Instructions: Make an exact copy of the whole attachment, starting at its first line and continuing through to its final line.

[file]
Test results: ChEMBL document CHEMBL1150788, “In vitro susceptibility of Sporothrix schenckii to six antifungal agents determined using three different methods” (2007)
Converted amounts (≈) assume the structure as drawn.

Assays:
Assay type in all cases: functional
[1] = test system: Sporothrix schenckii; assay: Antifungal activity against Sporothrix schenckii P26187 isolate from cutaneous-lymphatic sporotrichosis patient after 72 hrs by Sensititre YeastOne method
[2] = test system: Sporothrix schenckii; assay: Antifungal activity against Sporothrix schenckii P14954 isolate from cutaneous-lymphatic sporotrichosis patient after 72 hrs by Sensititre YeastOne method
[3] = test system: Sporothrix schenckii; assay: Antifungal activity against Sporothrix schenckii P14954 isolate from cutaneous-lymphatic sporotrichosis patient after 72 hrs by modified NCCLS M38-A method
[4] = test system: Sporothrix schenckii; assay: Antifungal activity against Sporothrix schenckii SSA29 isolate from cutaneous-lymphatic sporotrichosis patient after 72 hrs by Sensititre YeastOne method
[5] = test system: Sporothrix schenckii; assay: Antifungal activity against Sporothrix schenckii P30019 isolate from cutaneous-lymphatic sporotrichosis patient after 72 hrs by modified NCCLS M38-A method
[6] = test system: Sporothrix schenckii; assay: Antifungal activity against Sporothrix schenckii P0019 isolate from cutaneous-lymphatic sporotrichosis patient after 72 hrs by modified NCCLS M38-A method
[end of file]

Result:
Test results: ChEMBL document CHEMBL1150788, “In vitro susceptibility of Sporothrix schenckii to six antifungal agents determined using three different methods” (2007)
Converted amounts (≈) assume the structure as drawn.

Assays:
Assay type in all cases: functional
[1] = test system: Sporothrix schenckii; assay: Antifungal activity against Sporothrix schenckii P26187 isolate from cutaneous-lymphatic sporotrichosis patient after 72 hrs by Sensititre YeastOne method
[2] = test system: Sporothrix schenckii; assay: Antifungal activity against Sporothrix schenckii P14954 isolate from cutaneous-lymphatic sporotrichosis patient after 72 hrs by Sensititre YeastOne method
[3] = test system: Sporothrix schenckii; assay: Antifungal activity against Sporothrix schenckii P14954 isolate from cutaneous-lymphatic sporotrichosis patient after 72 hrs by modified NCCLS M38-A method
[4] = test system: Sporothrix schenckii; assay: Antifungal activity against Sporothrix schenckii SSA29 isolate from cutaneous-lymphatic sporotrichosis patient after 72 hrs by Sensititre YeastOne method
[5] = test system: Sporothrix schenckii; assay: Antifungal activity against Sporothrix schenckii P30019 isolate from cutaneous-lymphatic sporotrichosis patient after 72 hrs by modified NCCLS M38-A method
[6] = test system: Sporothrix schenckii; assay: Antifungal activity against Sporothrix schenckii P0019 isolate from cutaneous-lymphatic sporotrichosis patient after 72 hrs by modified NCCLS M38-A method